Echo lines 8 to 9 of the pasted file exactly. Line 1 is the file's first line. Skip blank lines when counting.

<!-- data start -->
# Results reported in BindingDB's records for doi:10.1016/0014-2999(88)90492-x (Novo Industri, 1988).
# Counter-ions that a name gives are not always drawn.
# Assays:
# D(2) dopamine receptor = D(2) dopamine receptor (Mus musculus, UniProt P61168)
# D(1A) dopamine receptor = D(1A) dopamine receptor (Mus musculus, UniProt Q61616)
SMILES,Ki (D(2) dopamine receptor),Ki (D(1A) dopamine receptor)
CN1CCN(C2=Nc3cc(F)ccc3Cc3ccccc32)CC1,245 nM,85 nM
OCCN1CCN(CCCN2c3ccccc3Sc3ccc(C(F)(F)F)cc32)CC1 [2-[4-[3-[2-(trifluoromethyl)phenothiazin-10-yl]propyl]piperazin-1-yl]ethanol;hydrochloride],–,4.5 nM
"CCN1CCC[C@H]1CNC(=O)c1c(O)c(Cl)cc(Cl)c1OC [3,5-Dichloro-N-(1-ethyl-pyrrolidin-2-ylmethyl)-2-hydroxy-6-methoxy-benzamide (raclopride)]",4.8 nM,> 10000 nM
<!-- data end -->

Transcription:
OCCN1CCN(CCCN2c3ccccc3Sc3ccc(C(F)(F)F)cc32)CC1 [2-[4-[3-[2-(trifluoromethyl)phenothiazin-10-yl]propyl]piperazin-1-yl]ethanol;hydrochloride],–,4.5 nM
"CCN1CCC[C@H]1CNC(=O)c1c(O)c(Cl)cc(Cl)c1OC [3,5-Dichloro-N-(1-ethyl-pyrrolidin-2-ylmethyl)-2-hydroxy-6-methoxy-benzamide (raclopride)]",4.8 nM,> 10000 nM